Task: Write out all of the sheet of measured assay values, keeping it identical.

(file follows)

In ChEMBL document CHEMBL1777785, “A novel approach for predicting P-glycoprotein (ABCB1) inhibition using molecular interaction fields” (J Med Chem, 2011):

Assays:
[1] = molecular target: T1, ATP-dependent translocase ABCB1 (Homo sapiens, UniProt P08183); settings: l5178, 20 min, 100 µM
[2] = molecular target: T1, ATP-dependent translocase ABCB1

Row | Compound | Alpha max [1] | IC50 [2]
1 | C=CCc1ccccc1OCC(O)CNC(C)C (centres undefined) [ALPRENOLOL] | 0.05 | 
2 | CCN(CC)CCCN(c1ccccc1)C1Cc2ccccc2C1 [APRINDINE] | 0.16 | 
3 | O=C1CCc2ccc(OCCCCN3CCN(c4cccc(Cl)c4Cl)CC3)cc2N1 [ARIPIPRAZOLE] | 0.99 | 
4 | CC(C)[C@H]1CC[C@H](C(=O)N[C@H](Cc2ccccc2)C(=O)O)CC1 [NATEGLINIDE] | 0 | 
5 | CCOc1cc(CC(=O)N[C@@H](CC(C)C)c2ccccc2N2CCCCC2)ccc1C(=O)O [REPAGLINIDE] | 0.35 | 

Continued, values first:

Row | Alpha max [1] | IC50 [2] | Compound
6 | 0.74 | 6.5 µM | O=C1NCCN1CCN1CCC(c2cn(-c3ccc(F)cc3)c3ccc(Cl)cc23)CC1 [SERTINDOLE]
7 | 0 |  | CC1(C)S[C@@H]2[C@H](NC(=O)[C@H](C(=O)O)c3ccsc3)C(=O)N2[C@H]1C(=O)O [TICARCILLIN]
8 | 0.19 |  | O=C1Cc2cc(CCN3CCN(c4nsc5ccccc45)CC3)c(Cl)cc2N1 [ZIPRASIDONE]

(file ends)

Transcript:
In ChEMBL document CHEMBL1777785, “A novel approach for predicting P-glycoprotein (ABCB1) inhibition using molecular interaction fields” (J Med Chem, 2011):

Assays:
[1] = molecular target: T1, ATP-dependent translocase ABCB1 (Homo sapiens, UniProt P08183); settings: l5178, 20 min, 100 µM
[2] = molecular target: T1, ATP-dependent translocase ABCB1

Row | Compound | Alpha max [1] | IC50 [2]
1 | C=CCc1ccccc1OCC(O)CNC(C)C (centres undefined) [ALPRENOLOL] | 0.05 | 
2 | CCN(CC)CCCN(c1ccccc1)C1Cc2ccccc2C1 [APRINDINE] | 0.16 | 
3 | O=C1CCc2ccc(OCCCCN3CCN(c4cccc(Cl)c4Cl)CC3)cc2N1 [ARIPIPRAZOLE] | 0.99 | 
4 | CC(C)[C@H]1CC[C@H](C(=O)N[C@H](Cc2ccccc2)C(=O)O)CC1 [NATEGLINIDE] | 0 | 
5 | CCOc1cc(CC(=O)N[C@@H](CC(C)C)c2ccccc2N2CCCCC2)ccc1C(=O)O [REPAGLINIDE] | 0.35 | 

Continued, values first:

Row | Alpha max [1] | IC50 [2] | Compound
6 | 0.74 | 6.5 µM | O=C1NCCN1CCN1CCC(c2cn(-c3ccc(F)cc3)c3ccc(Cl)cc23)CC1 [SERTINDOLE]
7 | 0 |  | CC1(C)S[C@@H]2[C@H](NC(=O)[C@H](C(=O)O)c3ccsc3)C(=O)N2[C@H]1C(=O)O [TICARCILLIN]
8 | 0.19 |  | O=C1Cc2cc(CCN3CCN(c4nsc5ccccc45)CC3)c(Cl)cc2N1 [ZIPRASIDONE]